> there is fairly specialized legislation that is applicable, then
    > the limit of the penalties are monetary (and seizure of assets). If one
    > doesn't "lip off to the judge" and so garner a "contempt of court"
    > citation, one cannot go to jail or get a criminal record for breaching
    > a contract.
    >
    > Thus, except for specialized contracts (e.g., military enlistment),
    breaching
    > a contract is NOT illegal [in democracies, anyhow]. The civil penalties
    > for breaching contract can be pretty harsh, though...
    > --
    > Those were borogoves and the momerathsoutgrabe completely mimsy.
  8. Archived from groups: alt.internet.wireless (More info?)

    > "sort of" isn't meaningful in law. It either is or it isn't.

    If only law was that black and white. It isn't. Let me provide a
    simple example though not technology related.

    The markings defining parking restrictions here are laid down by the
    Department for Transport, they don't enforce the law.

    Councils interpret the regulations as laid down and paint the lines
    according to their understanding. Councils can cover the county or the
    district.

    Traffic enforcement staff (either police, traffic wardends or agents
    employed by the council) write tickets.

    You then challeng the ticket on the basis that the line is wrongly
    painted.

    You'd think that the line is either right or it's wrong.

    It's the judge that determines whether and offence was committed.

    David.
    (Yes i've had a ticket cancelled on a technicallity and yes I tried to
    ask the Department for Transport for clarification that surely it's
    either right or it's wrong - couldn't get that answer, they only make up
    the definitions, everyone else just interprets them.)
  9. Archived from groups: alt.internet.wireless (More info?)

    In article <kB3Dc.2967$q24.1800@newssvr23.news.prodigy.com>,
    gary <pleasenospam@sbcglobal.net> wrote:

    :"Walter Roberson" <roberson@ibd.nrc-cnrc.gc.ca> wrote in message
    :news:cbi67g$qcu$1@canopus.cc.umanitoba.ca...

    :> "sort of" isn't meaningful in law. It either is or it isn't.

    :If someone leaves a wifi network wide open, and someone else knowingly
    :associates to that network and uses the ISP's services without the ISP's
    :agreement or knowledge, then there are two parties afoul of the law.

    :The owner of the network is certainly violating his contract, whether he is
    :aware he is doing it or not. The third party piggybacking onto the network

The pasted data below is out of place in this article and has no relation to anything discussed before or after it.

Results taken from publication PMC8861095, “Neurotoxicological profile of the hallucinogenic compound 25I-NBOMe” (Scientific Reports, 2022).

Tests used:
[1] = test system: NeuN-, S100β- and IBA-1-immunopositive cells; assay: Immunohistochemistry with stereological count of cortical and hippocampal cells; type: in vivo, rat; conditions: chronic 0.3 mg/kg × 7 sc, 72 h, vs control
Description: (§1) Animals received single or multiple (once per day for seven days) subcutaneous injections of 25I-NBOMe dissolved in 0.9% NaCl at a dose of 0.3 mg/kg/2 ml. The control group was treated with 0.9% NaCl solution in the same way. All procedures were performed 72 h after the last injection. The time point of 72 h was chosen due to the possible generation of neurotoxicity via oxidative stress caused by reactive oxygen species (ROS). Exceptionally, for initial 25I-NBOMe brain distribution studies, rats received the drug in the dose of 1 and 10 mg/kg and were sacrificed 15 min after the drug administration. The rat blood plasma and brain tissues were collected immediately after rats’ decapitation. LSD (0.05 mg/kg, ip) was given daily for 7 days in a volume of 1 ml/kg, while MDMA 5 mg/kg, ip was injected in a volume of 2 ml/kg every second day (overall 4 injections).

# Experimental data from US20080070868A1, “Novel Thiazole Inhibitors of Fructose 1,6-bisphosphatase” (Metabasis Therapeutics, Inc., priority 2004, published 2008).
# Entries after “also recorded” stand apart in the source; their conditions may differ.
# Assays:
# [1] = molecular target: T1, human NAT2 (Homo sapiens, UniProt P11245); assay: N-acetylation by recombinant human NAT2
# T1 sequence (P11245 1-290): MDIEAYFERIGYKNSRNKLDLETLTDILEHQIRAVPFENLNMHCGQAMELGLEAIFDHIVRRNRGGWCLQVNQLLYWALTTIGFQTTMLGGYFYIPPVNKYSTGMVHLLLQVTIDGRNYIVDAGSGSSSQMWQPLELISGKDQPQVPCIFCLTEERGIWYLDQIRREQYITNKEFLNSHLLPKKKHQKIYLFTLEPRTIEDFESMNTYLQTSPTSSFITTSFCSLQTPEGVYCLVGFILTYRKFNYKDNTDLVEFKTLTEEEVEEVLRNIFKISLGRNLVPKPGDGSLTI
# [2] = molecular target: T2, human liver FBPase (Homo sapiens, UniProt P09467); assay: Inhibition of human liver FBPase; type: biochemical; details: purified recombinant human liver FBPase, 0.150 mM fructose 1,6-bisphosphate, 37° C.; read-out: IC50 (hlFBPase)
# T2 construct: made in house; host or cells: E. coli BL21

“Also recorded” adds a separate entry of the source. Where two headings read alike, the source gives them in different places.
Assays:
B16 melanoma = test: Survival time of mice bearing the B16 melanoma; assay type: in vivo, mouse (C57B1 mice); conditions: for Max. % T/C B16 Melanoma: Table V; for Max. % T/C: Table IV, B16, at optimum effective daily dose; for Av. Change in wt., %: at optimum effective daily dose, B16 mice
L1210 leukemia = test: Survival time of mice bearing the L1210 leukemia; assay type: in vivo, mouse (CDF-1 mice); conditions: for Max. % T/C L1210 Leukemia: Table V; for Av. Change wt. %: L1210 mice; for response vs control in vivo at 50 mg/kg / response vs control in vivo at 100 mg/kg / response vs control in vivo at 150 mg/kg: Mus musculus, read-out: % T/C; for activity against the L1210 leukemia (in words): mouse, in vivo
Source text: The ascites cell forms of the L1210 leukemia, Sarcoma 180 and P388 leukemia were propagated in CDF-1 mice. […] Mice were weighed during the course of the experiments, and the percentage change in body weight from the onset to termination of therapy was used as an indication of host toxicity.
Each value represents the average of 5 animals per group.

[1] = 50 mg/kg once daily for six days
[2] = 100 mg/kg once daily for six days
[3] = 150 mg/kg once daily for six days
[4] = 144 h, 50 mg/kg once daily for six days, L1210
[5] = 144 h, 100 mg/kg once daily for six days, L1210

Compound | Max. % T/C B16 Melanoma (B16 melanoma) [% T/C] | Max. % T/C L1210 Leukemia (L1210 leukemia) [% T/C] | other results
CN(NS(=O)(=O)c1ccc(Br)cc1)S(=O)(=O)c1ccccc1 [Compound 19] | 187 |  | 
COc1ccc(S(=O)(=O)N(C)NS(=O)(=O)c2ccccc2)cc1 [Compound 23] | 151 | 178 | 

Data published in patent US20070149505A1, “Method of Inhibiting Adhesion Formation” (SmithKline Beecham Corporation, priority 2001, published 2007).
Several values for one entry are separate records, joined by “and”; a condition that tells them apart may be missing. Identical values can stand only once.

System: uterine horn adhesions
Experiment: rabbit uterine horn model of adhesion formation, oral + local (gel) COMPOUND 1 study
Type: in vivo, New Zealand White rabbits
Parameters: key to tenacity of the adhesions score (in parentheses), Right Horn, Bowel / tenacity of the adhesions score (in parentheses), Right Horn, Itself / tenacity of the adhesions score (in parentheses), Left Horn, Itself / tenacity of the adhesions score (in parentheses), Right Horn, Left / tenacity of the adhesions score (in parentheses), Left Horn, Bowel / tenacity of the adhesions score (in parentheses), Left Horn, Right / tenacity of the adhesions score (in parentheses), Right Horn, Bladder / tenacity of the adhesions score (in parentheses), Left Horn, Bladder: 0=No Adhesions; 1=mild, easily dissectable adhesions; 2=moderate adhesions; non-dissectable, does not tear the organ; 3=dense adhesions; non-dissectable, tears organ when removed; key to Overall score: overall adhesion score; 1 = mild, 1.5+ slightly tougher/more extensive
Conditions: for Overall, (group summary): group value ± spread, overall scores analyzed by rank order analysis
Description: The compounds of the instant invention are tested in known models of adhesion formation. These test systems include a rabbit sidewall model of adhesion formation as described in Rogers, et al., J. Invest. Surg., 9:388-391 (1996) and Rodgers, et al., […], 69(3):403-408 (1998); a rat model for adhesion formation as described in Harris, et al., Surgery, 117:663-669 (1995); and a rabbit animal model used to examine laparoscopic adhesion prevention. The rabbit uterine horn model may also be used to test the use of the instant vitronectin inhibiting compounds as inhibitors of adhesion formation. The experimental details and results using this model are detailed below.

:*may be* committing theft of service, which is a matter of criminal, not
    :contract, law.

    No-where in my posting did I say that it was impossible to use a
    wireless network to break a criminal law. My posting said that
    breaking a contract is [except in certain restricted situations] a
    *civil* law matter, not a *criminal* law matter. Penalties in civil
    law can be pretty strong (e.g., divorce settlements can last for
    decades), so I am not by any means saying "Oh, go ahead and do it,
    you know you want to!!": I am saying that breaching a contract is
    not "illegal" in the sense that most people think of "illegal" meaning.


    :If the owner of the network is reselling the ISP's services,
    :or simply knowingly making them available for general use, he *may be
    :*committing theft of service, in addition to violating a contract.

    Well, it could be that a judge would rule that, but unless the
    network owner found a way to exceed network usage limits beyond what
    the owner could theoretically have used himself or herself, then
    any good defence would, it is my belief, be able to get them off
    the "theft" charge. "Theft of service" requires the obtaining of
    services that one as no authorization for, or beyond the limit that
    one was authorized for; if the owner made no move to interfere with
    any caps or limiting settings that the company had put in place, then
    I really don't think you could get a "theft of service" charge to stick.

    However, if the contract is restrictive about who the customer may
    allow to use the equipment, then there is a lot of precident in law
    for damages for breach of contract... a civil matter.

    But I'm not a judge, and there are a lot of different jurisdictions around
    the world, so I wouldn't say that getting a criminal conviction in
    such a case would be impossible. It seems -unlikely- to me.


    :I liberally spice the preceding with "may be" because we all know from
    :experience that we are capable of debating this until we wear the labels off
    :our keys, without reaching any consensus. It will take a specific example of
    :a successful prosecution to resolve it, and I have ample faith that someone
    :will still insist that the judge's fingers were crossed.

    Or we could end up with a case such as the one earlier this year in
    which a judge in Canada ruled against the recording inddustry going
    after music downloaders. All the headlines were about how supposedly
    the judge had ruled the downloading music was legal in Canada. But if
    you dug a little further into the story, it turns out that the judge
    issued a long detailed decision that essentially said "The industry
    was so sloppy about this whole case that finding the defendants guilty
    would require severely trampling their rights. Now, here's what you
    *should* have done to nail the downloaders to the wall. If you'd done
    things -properly-, I wouldn't have had any problem convicting!"
    --
    Feep if you love VT-52's.